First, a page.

A power inverter, or inverter, is an electrical power converter that changes direct current (DC) to alternating current (AC).
The input voltage, output voltage, and frequency are dependent on design.
Static inverters do not use moving parts in the conversion process. Some applications for inverters include converting high-voltage
direct current electric utility line power to AC, and deriving AC from DC power sources such as batteries.
An inverter can produce square wave, modified sine wave, pulsed sine wave, or sine wave depending on circuit design. The two dominant commercialized waveform types of inverters as of today are modified Sine wave and Square wave.
There are two basic designs for producing household plug-in voltage from a lower-voltage DC source, the first of which uses a switching boost converter to produce a higher-voltage DC and then converts to AC. The second method converts DC to AC at battery level and uses a line-frequency transformer to create the output voltage. Sine wave inverters are more complex and have a higher cost than a Square Wave type of the same size.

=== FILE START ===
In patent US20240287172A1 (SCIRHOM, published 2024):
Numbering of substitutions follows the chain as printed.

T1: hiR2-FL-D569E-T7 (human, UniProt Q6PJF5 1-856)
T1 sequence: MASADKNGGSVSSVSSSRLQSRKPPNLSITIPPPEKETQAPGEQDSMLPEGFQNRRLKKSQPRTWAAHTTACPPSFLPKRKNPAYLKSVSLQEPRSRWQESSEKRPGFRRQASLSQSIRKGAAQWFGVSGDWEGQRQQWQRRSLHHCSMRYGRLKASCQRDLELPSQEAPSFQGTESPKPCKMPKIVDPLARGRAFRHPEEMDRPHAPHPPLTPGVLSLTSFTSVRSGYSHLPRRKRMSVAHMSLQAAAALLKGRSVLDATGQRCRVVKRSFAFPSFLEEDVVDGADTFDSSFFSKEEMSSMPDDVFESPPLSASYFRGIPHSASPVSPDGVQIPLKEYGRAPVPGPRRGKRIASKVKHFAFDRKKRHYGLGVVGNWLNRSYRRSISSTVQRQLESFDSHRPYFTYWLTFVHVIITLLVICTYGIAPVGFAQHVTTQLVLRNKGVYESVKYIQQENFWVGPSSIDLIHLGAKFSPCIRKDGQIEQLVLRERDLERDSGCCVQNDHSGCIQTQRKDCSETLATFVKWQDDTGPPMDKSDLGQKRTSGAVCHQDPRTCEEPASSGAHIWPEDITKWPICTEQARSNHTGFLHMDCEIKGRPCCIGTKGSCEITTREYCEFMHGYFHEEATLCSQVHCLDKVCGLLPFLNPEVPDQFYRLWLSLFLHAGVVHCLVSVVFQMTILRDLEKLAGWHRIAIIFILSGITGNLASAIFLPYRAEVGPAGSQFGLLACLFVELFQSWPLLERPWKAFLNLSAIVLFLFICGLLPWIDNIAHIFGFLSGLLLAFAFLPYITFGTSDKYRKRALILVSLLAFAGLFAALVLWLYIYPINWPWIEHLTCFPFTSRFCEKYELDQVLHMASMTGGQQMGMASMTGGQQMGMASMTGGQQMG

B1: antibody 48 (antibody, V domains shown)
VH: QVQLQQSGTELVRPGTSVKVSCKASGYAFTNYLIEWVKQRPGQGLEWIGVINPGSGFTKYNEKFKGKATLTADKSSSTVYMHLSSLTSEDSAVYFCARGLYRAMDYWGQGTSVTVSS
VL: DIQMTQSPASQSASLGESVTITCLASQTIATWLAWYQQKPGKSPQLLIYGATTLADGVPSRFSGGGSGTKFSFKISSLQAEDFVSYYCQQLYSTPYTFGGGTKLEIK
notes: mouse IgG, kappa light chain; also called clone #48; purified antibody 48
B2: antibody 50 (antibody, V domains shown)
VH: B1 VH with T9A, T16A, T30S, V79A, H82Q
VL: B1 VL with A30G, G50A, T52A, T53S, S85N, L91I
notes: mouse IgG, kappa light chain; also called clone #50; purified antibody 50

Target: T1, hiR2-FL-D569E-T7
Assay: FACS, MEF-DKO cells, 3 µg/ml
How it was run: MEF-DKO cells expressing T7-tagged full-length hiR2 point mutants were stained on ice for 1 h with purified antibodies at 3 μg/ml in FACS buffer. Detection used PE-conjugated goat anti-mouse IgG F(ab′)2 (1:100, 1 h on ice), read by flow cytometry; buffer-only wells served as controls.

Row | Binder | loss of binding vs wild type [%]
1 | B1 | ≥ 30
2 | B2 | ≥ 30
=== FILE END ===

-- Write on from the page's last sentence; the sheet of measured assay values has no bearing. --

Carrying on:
In one simple inverter circuit, DC power is connected to a transformer through the center tap of the primary winding. A switch is rapidly switched back and forth to allow current to flow back to the DC source following two alternate paths through one end of the primary winding and then the other.
The alternation of the direction of current in the primary winding of the transformer produces alternating current (AC) in the secondary circuit.
However, modern inverters are integrated to do a dual work: converting DC to AC on power and reverse on power cut.